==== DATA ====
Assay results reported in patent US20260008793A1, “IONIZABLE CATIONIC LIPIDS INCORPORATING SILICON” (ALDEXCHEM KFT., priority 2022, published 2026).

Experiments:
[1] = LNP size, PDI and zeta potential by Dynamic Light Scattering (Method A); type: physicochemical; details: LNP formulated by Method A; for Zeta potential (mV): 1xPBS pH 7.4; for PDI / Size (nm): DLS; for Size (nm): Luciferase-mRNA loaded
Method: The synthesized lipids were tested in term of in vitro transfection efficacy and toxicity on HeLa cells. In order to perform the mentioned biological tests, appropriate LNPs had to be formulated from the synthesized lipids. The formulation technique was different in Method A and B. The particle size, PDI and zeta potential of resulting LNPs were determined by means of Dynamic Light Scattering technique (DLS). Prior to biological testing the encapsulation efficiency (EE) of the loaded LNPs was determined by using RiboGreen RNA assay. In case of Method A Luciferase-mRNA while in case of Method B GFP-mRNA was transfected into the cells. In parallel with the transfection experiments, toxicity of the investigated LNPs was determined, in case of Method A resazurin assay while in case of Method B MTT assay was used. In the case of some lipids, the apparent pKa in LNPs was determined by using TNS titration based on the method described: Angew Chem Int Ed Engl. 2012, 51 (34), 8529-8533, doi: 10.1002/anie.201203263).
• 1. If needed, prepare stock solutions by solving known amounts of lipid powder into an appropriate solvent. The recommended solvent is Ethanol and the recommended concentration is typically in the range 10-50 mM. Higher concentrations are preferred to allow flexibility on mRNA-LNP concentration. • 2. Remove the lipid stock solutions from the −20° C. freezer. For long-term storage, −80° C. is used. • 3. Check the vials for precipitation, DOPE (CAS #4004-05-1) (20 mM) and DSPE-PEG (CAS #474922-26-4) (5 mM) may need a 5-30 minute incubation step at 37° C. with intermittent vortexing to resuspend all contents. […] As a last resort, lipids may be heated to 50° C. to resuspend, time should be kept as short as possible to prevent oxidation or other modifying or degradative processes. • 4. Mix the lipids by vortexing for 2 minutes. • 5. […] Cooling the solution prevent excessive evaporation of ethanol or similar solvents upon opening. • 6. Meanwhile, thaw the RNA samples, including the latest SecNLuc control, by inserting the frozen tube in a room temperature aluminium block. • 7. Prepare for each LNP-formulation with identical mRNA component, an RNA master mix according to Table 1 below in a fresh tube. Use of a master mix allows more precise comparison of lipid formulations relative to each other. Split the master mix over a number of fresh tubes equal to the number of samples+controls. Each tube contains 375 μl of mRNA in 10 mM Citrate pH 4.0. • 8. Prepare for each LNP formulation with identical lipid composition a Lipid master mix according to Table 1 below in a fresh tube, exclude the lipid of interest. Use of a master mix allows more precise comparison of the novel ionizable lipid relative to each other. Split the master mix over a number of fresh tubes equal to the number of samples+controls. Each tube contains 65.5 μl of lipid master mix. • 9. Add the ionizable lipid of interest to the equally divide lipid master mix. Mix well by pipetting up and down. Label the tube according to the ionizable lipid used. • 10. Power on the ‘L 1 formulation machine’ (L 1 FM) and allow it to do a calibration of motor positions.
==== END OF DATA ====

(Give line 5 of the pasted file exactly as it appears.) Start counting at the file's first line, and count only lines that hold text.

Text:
• 1. If needed, prepare stock solutions by solving known amounts of lipid powder into an appropriate solvent. The recommended solvent is Ethanol and the recommended concentration is typically in the range 10-50 mM. Higher concentrations are preferred to allow flexibility on mRNA-LNP concentration. • 2. Remove the lipid stock solutions from the −20° C. freezer. For long-term storage, −80° C. is used. • 3. Check the vials for precipitation, DOPE (CAS #4004-05-1) (20 mM) and DSPE-PEG (CAS #474922-26-4) (5 mM) may need a 5-30 minute incubation step at 37° C. with intermittent vortexing to resuspend all contents. […] As a last resort, lipids may be heated to 50° C. to resuspend, time should be kept as short as possible to prevent oxidation or other modifying or degradative processes. • 4. Mix the lipids by vortexing for 2 minutes. • 5. […] Cooling the solution prevent excessive evaporation of ethanol or similar solvents upon opening. • 6. Meanwhile, thaw the RNA samples, including the latest SecNLuc control, by inserting the frozen tube in a room temperature aluminium block. • 7. Prepare for each LNP-formulation with identical mRNA component, an RNA master mix according to Table 1 below in a fresh tube. Use of a master mix allows more precise comparison of lipid formulations relative to each other. Split the master mix over a number of fresh tubes equal to the number of samples+controls. Each tube contains 375 μl of mRNA in 10 mM Citrate pH 4.0. • 8. Prepare for each LNP formulation with identical lipid composition a Lipid master mix according to Table 1 below in a fresh tube, exclude the lipid of interest. Use of a master mix allows more precise comparison of the novel ionizable lipid relative to each other. Split the master mix over a number of fresh tubes equal to the number of samples+controls. Each tube contains 65.5 μl of lipid master mix. • 9. Add the ionizable lipid of interest to the equally divide lipid master mix. Mix well by pipetting up and down. Label the tube according to the ionizable lipid used. • 10. Power on the ‘L 1 formulation machine’ (L 1 FM) and allow it to do a calibration of motor positions.